How do we bridge the climate financing gap to get to net zero? In COP28’s Blue Zone at the Singapore pavilion, McKinsey’s Cindy Levy spoke about green transition finance at an event led by Singapore senior minister and coordinating minister for national security, Mr Teo Chee Hean, and Ravi Menon, managing director of the Monetary Authority of Singapore.

  • When it comes to climate finance globally, we need to deploy $55 trillion in a decade to get to net zero by 2030. Of the $41 trillion gap, roughly 43 percent is in Asia.
  • Progress in closing this this gap is challenged by uneven investment burdens. The United States and many European countries need only 3 percent of GDP per annum, while some Asian nations need 15 percent. As a panel, we discussed how transition instruments could help accelerate the transition.
  • Mr Teo Chee Hean announced the launch of a transition instrument with the goal of helping to phase out coal plants earlier than their planned retirement, with no financial cost to the coal owners. Other Singapore announcements include a new blended finance vehicle and a Singapore-Asian taxonomy.
  • The Monetary Authority of Singapore, with McKinsey, recently launched a working paper on accelerating the early retirement of coal-fired power plants through carbon credits.

How can stakeholders drive adaptation and an inclusive transition? McKinsey’s Mekala Krishnan and Kartik Jayaram moderated McKinsey conversations about this critical question with leaders across sectors at COP28.

  • We don’t yet have a common definition for an inclusive transition. The first thing we need to do is create a framework that allows us to measure the transition at multiple levels of granularity, from governments to communities globally.
  • Adaptation must go hand in hand with mitigation—starting now. “We're not looking at something that is way out,” one panelist said. “It's actually already in our current reality.” Another panelist pointed to the opportunity to create new insurance products, and others pointed to the role that new technologies can play.
  • There is a need for significant financial innovation, whether in terms of adaptation funds, debt-donation swaps, or other mechanisms that get money directly into community hands. There was also a discussion about accelerating the dispersion of money from existing innovations like Just Energy Transition Partnerships (JETPs).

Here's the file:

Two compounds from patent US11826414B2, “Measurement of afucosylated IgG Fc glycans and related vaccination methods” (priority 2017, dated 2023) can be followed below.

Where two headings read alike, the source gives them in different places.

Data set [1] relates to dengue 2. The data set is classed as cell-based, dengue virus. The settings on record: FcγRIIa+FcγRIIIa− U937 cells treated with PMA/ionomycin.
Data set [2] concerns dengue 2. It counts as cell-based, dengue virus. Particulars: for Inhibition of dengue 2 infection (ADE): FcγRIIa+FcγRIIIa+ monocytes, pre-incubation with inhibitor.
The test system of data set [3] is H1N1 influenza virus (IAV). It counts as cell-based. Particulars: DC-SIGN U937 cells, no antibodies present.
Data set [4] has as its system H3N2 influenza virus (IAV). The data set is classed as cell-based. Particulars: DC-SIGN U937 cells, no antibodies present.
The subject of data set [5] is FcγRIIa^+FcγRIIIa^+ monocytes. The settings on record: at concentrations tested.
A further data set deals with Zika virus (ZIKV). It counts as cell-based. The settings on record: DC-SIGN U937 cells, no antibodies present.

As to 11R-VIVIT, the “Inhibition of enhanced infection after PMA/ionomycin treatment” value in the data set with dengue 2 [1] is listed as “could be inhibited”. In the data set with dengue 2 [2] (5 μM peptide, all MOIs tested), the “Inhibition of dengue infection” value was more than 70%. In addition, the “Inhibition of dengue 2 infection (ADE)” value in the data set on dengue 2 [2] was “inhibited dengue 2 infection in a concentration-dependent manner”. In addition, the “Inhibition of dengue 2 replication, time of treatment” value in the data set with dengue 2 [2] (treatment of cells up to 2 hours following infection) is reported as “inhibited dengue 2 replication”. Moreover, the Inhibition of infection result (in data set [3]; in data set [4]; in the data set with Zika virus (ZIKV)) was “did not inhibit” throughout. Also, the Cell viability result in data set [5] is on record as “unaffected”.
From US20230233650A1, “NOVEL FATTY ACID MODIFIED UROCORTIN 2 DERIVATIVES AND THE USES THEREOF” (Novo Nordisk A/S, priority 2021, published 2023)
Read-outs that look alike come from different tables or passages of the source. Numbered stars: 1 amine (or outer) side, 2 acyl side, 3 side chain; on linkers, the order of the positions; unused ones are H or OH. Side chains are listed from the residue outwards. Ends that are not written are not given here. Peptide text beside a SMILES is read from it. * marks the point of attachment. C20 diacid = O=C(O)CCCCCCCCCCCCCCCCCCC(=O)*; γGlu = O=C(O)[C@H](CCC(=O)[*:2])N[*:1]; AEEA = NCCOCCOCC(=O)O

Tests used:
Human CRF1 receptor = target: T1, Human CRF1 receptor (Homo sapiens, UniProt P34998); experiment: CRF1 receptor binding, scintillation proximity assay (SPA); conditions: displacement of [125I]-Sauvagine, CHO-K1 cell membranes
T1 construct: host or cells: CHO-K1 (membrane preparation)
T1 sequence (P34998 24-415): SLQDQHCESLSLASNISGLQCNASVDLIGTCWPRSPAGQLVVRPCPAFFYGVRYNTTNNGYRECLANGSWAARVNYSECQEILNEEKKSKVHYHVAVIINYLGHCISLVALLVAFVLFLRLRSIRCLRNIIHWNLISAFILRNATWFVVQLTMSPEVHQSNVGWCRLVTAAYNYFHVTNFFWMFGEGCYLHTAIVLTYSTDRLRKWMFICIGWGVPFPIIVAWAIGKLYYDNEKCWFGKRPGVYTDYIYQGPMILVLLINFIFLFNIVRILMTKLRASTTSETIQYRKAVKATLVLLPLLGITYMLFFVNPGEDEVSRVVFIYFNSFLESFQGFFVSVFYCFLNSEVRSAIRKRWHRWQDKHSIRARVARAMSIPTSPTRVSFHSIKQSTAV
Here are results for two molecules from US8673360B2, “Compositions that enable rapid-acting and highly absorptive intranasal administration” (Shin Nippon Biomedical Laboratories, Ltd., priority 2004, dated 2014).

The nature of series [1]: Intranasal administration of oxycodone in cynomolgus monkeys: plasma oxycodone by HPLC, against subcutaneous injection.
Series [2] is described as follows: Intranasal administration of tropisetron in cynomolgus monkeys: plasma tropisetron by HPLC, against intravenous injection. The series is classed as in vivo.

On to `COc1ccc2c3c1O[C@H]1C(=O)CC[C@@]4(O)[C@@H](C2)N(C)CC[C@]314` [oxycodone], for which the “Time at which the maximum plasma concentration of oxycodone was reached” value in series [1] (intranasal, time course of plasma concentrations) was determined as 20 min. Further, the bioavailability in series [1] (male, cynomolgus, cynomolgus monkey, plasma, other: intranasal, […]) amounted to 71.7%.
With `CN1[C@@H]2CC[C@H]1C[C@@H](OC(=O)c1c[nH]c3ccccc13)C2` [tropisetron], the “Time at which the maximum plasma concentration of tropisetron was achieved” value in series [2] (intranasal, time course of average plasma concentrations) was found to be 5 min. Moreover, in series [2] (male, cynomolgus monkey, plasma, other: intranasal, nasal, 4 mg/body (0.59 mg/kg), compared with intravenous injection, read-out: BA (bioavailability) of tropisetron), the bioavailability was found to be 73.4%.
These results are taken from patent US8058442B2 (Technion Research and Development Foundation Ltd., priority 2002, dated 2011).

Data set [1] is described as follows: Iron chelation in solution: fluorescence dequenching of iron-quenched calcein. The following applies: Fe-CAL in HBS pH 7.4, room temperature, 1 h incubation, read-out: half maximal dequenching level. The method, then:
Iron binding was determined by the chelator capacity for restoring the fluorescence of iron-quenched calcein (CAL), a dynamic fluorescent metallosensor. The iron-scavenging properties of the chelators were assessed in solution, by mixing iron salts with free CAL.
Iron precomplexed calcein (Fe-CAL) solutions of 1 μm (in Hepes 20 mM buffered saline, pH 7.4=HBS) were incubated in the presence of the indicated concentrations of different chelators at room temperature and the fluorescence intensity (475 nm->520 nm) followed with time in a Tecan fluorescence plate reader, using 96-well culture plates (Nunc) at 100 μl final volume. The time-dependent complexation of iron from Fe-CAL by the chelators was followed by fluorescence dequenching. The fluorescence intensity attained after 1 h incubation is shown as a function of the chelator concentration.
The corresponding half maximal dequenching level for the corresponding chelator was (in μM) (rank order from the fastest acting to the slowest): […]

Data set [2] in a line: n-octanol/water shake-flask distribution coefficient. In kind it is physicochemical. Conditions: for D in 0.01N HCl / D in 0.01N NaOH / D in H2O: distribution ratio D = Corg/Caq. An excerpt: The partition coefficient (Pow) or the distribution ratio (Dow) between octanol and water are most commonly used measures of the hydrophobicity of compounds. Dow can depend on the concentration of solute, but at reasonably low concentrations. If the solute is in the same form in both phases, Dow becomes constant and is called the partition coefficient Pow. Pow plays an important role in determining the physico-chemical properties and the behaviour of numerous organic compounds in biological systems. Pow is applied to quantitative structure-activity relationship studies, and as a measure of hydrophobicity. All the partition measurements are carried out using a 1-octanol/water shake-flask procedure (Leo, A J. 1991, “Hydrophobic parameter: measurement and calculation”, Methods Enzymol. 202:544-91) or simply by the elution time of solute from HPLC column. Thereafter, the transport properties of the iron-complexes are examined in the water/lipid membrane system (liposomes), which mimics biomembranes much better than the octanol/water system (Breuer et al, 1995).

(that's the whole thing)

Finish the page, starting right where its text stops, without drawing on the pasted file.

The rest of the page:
• Partnerships between governments, corporations, and communities are critically important, and we need to come up with solutions that allow this transition to happen in a way that supports communities.

Key questions for leaders:

  1. How might climate change create health hazards for workers and stakeholders (such as rising heat stress or illness related to changing infection patterns)? What could I do to mitigate the risk?
  2. What is my organization’s adaptation plan? How can I ensure health is adequately addressed?
  3. How do I account for the “differentiated impact” of climate mitigation and adaptation efforts – where some groups, such as people of a particular gender, race or religion, are significantly more affected than other groups – in order to advance an inclusive transition?
  4. How can my organization scale up solutions to support decarbonization across healthcare value chains, in line with the new commitments to act?
  5. How can we work across public, private, and social sectors to build a decarbonized and climate-resilient healthcare sector?

Chart of the day

A chart titled, "There are ten requirements to systematically approach adaptation to climate change's physical impacts."
Source: “Ten key requirements for a systemic approach to climate adaptation,” McKinsey, November 8, 2023.
Source: “Ten key requirements for a systemic approach to climate adaptation,” McKinsey, November 8, 2023.